What’s different now that 2020 has happened

Working from home with laptop

There are not many people around who were disappointed to see the end of 2020. Assuming that this year is going to represent progress (on the ‘C’ word in particular), there’s been cause for serious optimism for 2021. But part of the progress we are seeing in the business community is the continuation of some of the positive actions that helped us get through the pandemic.


VOIP is here to stay.


The phone doesn’t have to be plugged in to a specific port. Do you remember the old days of office moves requiring detailed floor schematics and the right plug in the right socket, otherwise your phone extension would ring on someone else’s desk? Even moving from one part of the office to another was an effort. Well, much as we had expertise to help with such things, we are glad that those days are gone.


Why would you not have your phone lines living on an app and connected to by whatever device you choose over a data network? The pendulum has swung the other way in terms of quality also. Have you made a landline call recently?


In keeping with the now established homeworking trend, our office phone lines will remain portable. 

Flexible working – not tied to the office


Offices are great. But gone are the days when we all did 40 hours per week in them. 


Hours worked will be less rigid, with people working when it suits them, and everyone will be better off as a result. They work around family life or preferences. But they are committed enough to meet needs and deadlines. So, trust will be the key. To be fair, so many people spend time inefficiently in the office, so, with good leadership, the change should not have anything other than positive effects.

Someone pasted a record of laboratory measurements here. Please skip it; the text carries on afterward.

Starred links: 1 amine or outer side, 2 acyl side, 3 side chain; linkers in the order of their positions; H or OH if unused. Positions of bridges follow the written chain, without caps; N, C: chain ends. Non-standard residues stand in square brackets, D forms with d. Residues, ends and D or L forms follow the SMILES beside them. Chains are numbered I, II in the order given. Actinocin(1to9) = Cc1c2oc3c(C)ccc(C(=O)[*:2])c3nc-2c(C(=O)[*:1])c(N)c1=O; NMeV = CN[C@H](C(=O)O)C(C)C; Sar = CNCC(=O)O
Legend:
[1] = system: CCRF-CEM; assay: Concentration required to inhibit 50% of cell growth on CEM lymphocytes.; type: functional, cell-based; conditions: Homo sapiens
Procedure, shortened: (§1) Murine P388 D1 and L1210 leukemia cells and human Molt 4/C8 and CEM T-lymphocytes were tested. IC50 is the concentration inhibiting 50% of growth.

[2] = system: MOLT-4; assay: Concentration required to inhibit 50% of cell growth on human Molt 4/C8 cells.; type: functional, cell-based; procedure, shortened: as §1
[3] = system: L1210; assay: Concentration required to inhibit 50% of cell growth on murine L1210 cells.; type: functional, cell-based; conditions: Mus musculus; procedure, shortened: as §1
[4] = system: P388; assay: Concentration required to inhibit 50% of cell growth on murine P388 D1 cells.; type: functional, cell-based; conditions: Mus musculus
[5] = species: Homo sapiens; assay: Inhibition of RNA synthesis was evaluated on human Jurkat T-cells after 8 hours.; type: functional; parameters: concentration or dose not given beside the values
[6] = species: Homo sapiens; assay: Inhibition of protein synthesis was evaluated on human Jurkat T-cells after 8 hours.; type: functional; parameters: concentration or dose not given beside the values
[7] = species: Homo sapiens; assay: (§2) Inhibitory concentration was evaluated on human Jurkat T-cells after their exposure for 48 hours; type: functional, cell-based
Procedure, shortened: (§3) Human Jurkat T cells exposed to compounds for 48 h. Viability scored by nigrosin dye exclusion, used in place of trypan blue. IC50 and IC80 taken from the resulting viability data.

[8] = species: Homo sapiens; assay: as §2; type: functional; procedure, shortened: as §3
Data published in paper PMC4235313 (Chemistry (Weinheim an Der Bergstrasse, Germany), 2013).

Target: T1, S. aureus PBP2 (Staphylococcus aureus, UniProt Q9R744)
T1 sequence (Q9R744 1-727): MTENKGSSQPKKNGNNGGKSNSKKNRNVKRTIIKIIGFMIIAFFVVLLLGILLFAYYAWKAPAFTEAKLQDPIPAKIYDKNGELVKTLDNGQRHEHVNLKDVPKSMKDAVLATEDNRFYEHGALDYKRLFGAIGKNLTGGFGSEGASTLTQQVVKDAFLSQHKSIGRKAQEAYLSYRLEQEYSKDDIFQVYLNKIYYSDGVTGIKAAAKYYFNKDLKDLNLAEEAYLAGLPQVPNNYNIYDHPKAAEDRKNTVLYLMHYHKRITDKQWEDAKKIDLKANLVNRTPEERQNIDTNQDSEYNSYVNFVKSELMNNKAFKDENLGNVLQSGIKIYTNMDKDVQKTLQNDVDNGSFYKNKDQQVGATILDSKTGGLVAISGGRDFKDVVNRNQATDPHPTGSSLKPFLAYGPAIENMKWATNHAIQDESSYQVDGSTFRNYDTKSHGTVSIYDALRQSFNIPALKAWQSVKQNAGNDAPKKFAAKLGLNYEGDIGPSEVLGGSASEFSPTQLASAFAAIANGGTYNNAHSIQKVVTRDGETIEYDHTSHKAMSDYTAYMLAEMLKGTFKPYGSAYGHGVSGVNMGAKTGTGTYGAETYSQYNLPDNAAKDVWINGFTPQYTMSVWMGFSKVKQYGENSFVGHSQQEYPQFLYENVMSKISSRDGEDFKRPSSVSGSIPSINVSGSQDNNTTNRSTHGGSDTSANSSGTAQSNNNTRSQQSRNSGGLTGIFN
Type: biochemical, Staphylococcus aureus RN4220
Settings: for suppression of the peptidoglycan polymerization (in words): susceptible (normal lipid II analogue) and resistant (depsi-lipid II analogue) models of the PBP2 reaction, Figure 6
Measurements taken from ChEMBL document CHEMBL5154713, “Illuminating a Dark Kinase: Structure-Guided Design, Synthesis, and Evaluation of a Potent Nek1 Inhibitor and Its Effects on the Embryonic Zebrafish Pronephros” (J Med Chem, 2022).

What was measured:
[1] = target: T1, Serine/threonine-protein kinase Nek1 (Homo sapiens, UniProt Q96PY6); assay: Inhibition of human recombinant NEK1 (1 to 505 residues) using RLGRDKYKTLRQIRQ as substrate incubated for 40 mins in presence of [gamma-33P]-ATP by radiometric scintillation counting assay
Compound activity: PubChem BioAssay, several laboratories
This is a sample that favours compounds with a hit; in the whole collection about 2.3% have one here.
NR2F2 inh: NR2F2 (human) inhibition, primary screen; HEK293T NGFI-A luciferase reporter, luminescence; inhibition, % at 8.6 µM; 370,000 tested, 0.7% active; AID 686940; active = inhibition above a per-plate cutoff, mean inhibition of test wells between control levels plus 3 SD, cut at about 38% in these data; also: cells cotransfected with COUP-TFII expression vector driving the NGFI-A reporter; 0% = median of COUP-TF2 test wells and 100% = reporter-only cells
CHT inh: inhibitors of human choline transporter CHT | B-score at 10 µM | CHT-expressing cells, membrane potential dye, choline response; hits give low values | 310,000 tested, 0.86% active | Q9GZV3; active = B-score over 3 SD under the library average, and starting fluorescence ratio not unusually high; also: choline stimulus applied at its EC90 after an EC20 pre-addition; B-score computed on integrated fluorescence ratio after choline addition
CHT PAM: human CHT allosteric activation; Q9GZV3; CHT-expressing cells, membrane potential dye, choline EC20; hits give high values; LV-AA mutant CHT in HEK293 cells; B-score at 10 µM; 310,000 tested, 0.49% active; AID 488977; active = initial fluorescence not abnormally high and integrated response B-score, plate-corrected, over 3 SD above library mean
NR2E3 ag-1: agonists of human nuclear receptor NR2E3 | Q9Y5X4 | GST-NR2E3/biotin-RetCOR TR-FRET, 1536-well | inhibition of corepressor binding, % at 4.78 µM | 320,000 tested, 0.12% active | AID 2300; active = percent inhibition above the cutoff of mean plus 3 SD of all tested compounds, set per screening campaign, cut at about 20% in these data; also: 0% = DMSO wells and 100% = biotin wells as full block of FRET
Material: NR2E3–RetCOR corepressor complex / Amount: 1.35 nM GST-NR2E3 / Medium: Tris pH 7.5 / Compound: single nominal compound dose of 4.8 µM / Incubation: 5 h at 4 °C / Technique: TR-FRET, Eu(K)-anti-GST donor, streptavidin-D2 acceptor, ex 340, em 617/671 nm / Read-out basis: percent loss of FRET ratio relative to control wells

Our view is that you should not need to be flat-out all the time. Demand for our support services for example will never come in predictable, smooth flows. So, it’s OK to be working under less pressure sometimes, having time to experiment and learn and to make up for working above-average capacity at other times. 



The economic landscape



We don’t expect that the high street will return to what it used to be. But that doesn’t mean it can’t thrive. Maybe there’ll be less retail, but more leisure, and more residential, as is the case in other countries. 



Cloud by default



When the cloud was first introduced, business leaders had security concerns. But these have gradually faded, as the technology has proved itself at scale. The cloud does not have any inherent weaknesses when compared to the alternatives, and it has many benefits in reliability, traceability and protection from insider and outsider actions. It’s time our industry had the confidence to say this more clearly.
 
We have developed our own platform for VoIP and other software, and so whilst this has required initial investment, we will be able to offer services to clients with lower ongoing costs than those who simply resell the services of others. We’ll also have more control and more efficient support.  

How has your business adapted their tech to a different way of working? Are you still using desktop apps and old phones, or is your software and phones cloud based? Let us know your thoughts.

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